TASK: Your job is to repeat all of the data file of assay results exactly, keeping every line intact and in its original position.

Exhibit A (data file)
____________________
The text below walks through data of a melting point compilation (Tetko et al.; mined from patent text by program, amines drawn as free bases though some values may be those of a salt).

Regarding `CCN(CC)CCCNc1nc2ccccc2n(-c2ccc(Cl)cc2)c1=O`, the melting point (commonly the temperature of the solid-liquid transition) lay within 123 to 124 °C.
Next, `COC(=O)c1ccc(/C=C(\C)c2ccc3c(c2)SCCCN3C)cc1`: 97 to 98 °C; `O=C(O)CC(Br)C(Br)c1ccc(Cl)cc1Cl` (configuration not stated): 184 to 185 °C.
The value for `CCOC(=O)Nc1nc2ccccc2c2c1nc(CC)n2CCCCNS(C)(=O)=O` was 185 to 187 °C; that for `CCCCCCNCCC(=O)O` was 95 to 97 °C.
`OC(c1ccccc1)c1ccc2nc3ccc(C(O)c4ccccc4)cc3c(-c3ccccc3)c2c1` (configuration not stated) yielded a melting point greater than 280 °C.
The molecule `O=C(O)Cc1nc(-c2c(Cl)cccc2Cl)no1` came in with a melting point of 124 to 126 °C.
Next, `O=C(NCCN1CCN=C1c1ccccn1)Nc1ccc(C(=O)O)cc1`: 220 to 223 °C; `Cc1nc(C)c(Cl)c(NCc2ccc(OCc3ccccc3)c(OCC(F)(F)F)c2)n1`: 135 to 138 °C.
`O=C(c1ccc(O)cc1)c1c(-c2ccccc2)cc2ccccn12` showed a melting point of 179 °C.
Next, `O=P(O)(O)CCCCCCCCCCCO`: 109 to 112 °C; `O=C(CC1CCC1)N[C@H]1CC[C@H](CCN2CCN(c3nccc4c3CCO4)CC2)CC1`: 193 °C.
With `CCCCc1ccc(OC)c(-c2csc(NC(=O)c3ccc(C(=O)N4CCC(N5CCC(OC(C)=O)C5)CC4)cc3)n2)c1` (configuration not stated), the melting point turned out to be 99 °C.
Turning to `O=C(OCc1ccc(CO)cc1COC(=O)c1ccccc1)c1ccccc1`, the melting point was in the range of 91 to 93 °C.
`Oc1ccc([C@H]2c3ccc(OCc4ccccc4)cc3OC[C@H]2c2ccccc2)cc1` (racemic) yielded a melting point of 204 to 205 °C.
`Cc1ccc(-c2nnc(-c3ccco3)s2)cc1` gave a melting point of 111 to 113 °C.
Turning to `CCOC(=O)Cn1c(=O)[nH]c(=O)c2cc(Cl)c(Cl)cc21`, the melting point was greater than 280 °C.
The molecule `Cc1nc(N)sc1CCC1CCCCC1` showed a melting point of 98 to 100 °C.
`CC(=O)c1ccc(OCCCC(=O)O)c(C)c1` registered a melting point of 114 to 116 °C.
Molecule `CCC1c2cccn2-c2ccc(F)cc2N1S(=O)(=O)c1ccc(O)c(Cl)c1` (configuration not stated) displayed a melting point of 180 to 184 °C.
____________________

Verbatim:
The text below walks through data of a melting point compilation (Tetko et al.; mined from patent text by program, amines drawn as free bases though some values may be those of a salt).

Regarding `CCN(CC)CCCNc1nc2ccccc2n(-c2ccc(Cl)cc2)c1=O`, the melting point (commonly the temperature of the solid-liquid transition) lay within 123 to 124 °C.
Next, `COC(=O)c1ccc(/C=C(\C)c2ccc3c(c2)SCCCN3C)cc1`: 97 to 98 °C; `O=C(O)CC(Br)C(Br)c1ccc(Cl)cc1Cl` (configuration not stated): 184 to 185 °C.
The value for `CCOC(=O)Nc1nc2ccccc2c2c1nc(CC)n2CCCCNS(C)(=O)=O` was 185 to 187 °C; that for `CCCCCCNCCC(=O)O` was 95 to 97 °C.
`OC(c1ccccc1)c1ccc2nc3ccc(C(O)c4ccccc4)cc3c(-c3ccccc3)c2c1` (configuration not stated) yielded a melting point greater than 280 °C.
The molecule `O=C(O)Cc1nc(-c2c(Cl)cccc2Cl)no1` came in with a melting point of 124 to 126 °C.
Next, `O=C(NCCN1CCN=C1c1ccccn1)Nc1ccc(C(=O)O)cc1`: 220 to 223 °C; `Cc1nc(C)c(Cl)c(NCc2ccc(OCc3ccccc3)c(OCC(F)(F)F)c2)n1`: 135 to 138 °C.
`O=C(c1ccc(O)cc1)c1c(-c2ccccc2)cc2ccccn12` showed a melting point of 179 °C.
Next, `O=P(O)(O)CCCCCCCCCCCO`: 109 to 112 °C; `O=C(CC1CCC1)N[C@H]1CC[C@H](CCN2CCN(c3nccc4c3CCO4)CC2)CC1`: 193 °C.
With `CCCCc1ccc(OC)c(-c2csc(NC(=O)c3ccc(C(=O)N4CCC(N5CCC(OC(C)=O)C5)CC4)cc3)n2)c1` (configuration not stated), the melting point turned out to be 99 °C.
Turning to `O=C(OCc1ccc(CO)cc1COC(=O)c1ccccc1)c1ccccc1`, the melting point was in the range of 91 to 93 °C.
`Oc1ccc([C@H]2c3ccc(OCc4ccccc4)cc3OC[C@H]2c2ccccc2)cc1` (racemic) yielded a melting point of 204 to 205 °C.
`Cc1ccc(-c2nnc(-c3ccco3)s2)cc1` gave a melting point of 111 to 113 °C.
Turning to `CCOC(=O)Cn1c(=O)[nH]c(=O)c2cc(Cl)c(Cl)cc21`, the melting point was greater than 280 °C.
The molecule `Cc1nc(N)sc1CCC1CCCCC1` showed a melting point of 98 to 100 °C.
`CC(=O)c1ccc(OCCCC(=O)O)c(C)c1` registered a melting point of 114 to 116 °C.
Molecule `CCC1c2cccn2-c2ccc(F)cc2N1S(=O)(=O)c1ccc(O)c(Cl)c1` (configuration not stated) displayed a melting point of 180 to 184 °C.